Lively, entertaining reviews of, and essays on, old and newer films and everything relating to them, written by professional author William Schoell.

Thursday, January 26, 2017


FIVE FINGER EXERCISE (1962). Director: Daniel Mann. From the stage play by Peter Shaffer.

When Philip Harrington (Richard Beymer) comes home from Harvard, he discovers that his mother, Louise (Rosalind Russell), has hired a German tutor, Walter (Maximilian Schell), for her young daughter, Pamela (Annette Gorman). Louise is pretentious and fancies herself more cultured than she actually is (she shells peas as Walter is giving a piano concert), and finds her husband, Stanley (Jack Hawkins) to be gruff, plodding and unimaginative. Philip is going through his own growing pains, and resists Stanley's attempts to bond with him, even as Stanley continually berates the young man for being too "sensitive" and is angry that his wife seems ungrateful for all he has given her. Louise finds herself becoming romantically and physically drawn to Walter, and it is more than likely that the confused, troubled Philip has developed a crush on Walter as well. Trouble begins when these characters allow their assorted jealousies to get the better of them. Five Finger Exercise was based on a very successful 1958 British play by Peter Shaffer, and the story was transplanted to American shores and watered down, as was usually the case with material too frank for the Hollywood censors. Beymer [Adventures of a Young Man] gives it the old college try and has some good moments, but he's miscast, while an excellent Schell [Return from the Ashes] is more appropriate for his role. Rosalind Russell and Jack Hawkins [She Played with Fire] go together like oil and water, which is perhaps the point -- both give good performances. Philip has a good speech about how he is more than just an extension of his father, but is his own distinct person. An in-joke shows a poster of Russell in Auntie Mame when she walks into a store.

Verdict: Family Values turned upside down. ***.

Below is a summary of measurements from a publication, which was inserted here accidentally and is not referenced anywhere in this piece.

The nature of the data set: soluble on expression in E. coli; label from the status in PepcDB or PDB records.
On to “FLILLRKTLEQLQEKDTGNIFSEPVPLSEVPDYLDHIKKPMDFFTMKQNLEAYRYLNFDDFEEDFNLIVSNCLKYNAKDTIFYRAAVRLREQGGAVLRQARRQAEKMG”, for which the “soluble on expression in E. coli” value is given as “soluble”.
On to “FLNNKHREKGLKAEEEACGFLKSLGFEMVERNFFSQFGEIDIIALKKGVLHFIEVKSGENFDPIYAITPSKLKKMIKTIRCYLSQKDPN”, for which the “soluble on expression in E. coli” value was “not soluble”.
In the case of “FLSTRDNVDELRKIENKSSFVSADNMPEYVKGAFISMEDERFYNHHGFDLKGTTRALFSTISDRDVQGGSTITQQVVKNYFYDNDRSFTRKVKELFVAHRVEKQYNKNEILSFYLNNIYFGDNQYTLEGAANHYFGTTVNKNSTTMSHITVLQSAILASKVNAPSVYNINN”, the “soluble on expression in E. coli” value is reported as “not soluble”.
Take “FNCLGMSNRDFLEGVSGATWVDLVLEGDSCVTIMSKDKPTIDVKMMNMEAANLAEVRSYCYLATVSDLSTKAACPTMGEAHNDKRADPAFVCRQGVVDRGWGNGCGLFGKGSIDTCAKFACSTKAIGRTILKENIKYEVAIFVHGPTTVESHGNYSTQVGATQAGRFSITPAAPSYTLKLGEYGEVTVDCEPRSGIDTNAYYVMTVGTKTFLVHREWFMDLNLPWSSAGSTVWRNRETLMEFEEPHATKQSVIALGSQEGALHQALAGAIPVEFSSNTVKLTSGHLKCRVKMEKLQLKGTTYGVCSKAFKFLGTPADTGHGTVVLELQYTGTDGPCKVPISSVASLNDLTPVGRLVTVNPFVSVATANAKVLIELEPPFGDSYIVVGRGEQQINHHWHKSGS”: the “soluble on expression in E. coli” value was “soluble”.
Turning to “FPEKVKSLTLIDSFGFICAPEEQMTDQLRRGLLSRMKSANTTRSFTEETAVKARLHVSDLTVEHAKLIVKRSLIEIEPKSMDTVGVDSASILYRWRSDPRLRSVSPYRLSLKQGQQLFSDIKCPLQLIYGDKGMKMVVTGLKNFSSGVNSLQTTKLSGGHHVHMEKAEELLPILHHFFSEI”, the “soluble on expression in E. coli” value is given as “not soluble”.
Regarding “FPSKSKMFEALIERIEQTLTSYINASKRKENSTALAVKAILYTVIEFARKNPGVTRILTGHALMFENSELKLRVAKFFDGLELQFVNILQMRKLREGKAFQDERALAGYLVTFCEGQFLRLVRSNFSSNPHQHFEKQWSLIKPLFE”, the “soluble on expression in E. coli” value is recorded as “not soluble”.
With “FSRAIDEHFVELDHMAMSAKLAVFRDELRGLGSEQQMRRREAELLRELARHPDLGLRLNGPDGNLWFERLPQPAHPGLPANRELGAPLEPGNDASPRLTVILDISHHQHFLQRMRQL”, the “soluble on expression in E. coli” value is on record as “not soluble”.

Harry Davenport and Myrna Loy
THE THIN MAN GOES HOME (1945). Director: Richard Thorpe.

Nick Charles (William Powell), his wife Nora (Myrna Loy), and their little dog Asta (Nick Jr. is away at school) travel to Nick's hometown of Sycamore Springs for his unspecified birthday (Powell was 53 at the time). Nick has always had a difficult relationship with his father, Bertram (Harry Davenport), because he didn't become a doctor like his father did, and Nick aches for his approval. But his mother (Lucile Watson) is a peach. Nick gets to prove his skill at detecting when a dead man practically shows up on the Charles' doorstep. Bertram can't believe that one of his old friends might be the killer ... Powell and Loy are excellent, as usual -- Loy is especially notable in this entry -- and the supporting cast, including Davenport [Son of Fury] and Watson (cast against type, like Fay Holden in the Andy Hardy films, as a small-town housewife), could not be bettered. Special mention must go to Anne Revere [Body and Soul], who plays "Crazy Mary," the town's pathetic loony; Anita Sharp-Bolster as  the hilariously weird maid, Hilda; and Donald Meek as Willie Crump, who sells paintings for a living -- the plot revolves around a painting of a windmill that Nora buys for her husband's birthday. Other suspects and persons of interest are well played by Leon Ames, Donald MacBride, Irving Bacon, Morris Ankrum, Helen Vinson, Minor Watson, Lloyd Corrigan, and Gloria DeHaven as a breathlessly pretentious heiress. One very cute bit has Nick and Nora leaving Asta with the coat check girl as if he were a hat, but the funniest scene has Nora unexpectedly doing a wild, zippy dance with a sailor. This was the next to last Thin Man movie -- this was followed by the disappointing Song of the Thin Man.

Verdict: Very satisfying and amusing Thin Man movie. ***.


INTERMEZZO (1936). Director: Gustaf Molander.